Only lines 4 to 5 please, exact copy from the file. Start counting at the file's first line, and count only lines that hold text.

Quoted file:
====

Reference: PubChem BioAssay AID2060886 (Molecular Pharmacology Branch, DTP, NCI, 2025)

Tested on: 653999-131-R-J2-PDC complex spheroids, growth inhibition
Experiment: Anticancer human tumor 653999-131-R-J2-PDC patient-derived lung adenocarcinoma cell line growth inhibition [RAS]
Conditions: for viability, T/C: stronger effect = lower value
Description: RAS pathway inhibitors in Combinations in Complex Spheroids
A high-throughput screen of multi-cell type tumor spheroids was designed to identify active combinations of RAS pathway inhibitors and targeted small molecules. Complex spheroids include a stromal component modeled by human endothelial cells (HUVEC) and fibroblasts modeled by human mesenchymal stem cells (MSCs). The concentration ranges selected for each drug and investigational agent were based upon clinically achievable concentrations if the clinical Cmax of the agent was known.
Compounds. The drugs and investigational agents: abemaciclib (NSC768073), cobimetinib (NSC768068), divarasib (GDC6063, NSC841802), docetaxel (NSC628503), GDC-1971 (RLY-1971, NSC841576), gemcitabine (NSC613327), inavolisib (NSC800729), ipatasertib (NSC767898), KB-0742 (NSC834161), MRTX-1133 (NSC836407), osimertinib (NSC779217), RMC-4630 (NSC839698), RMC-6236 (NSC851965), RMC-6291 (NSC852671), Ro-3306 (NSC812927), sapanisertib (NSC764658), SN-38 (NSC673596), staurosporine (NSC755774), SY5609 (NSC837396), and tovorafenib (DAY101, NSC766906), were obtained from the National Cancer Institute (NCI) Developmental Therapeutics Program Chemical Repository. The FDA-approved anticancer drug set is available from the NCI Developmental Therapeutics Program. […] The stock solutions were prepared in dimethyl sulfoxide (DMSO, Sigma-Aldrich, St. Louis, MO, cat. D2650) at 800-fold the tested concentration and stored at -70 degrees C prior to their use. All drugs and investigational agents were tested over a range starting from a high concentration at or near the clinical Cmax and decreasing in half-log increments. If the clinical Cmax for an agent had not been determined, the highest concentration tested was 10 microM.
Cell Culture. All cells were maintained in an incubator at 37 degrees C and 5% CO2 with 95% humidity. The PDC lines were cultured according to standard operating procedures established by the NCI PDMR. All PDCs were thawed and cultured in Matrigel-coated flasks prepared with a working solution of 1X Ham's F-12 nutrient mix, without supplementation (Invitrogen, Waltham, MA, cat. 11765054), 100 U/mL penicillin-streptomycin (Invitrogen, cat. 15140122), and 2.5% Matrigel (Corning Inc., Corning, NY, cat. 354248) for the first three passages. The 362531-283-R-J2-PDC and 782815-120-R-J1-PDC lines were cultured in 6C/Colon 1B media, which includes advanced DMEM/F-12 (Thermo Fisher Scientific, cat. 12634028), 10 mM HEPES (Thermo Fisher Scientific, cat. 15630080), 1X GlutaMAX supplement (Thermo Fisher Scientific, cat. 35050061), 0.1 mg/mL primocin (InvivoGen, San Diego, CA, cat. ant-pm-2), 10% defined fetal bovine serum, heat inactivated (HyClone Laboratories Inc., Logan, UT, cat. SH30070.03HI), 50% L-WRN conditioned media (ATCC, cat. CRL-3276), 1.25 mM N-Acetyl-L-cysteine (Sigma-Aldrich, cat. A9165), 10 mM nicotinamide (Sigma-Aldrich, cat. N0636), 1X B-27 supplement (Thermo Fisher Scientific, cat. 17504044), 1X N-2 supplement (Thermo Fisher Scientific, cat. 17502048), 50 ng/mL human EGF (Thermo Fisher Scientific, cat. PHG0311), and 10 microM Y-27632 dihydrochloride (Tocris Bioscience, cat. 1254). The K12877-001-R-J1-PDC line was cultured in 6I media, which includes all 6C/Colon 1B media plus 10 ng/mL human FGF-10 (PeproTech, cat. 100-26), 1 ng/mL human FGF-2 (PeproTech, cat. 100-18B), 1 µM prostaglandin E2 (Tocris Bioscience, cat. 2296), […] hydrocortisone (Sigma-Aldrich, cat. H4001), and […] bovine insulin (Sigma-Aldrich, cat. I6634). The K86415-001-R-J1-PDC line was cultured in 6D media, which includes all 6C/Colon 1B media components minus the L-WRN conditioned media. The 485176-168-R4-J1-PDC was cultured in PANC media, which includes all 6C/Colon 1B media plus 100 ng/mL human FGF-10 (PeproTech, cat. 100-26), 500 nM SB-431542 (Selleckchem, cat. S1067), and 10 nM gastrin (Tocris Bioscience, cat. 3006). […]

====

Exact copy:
Conditions: for viability, T/C: stronger effect = lower value
Description: RAS pathway inhibitors in Combinations in Complex Spheroids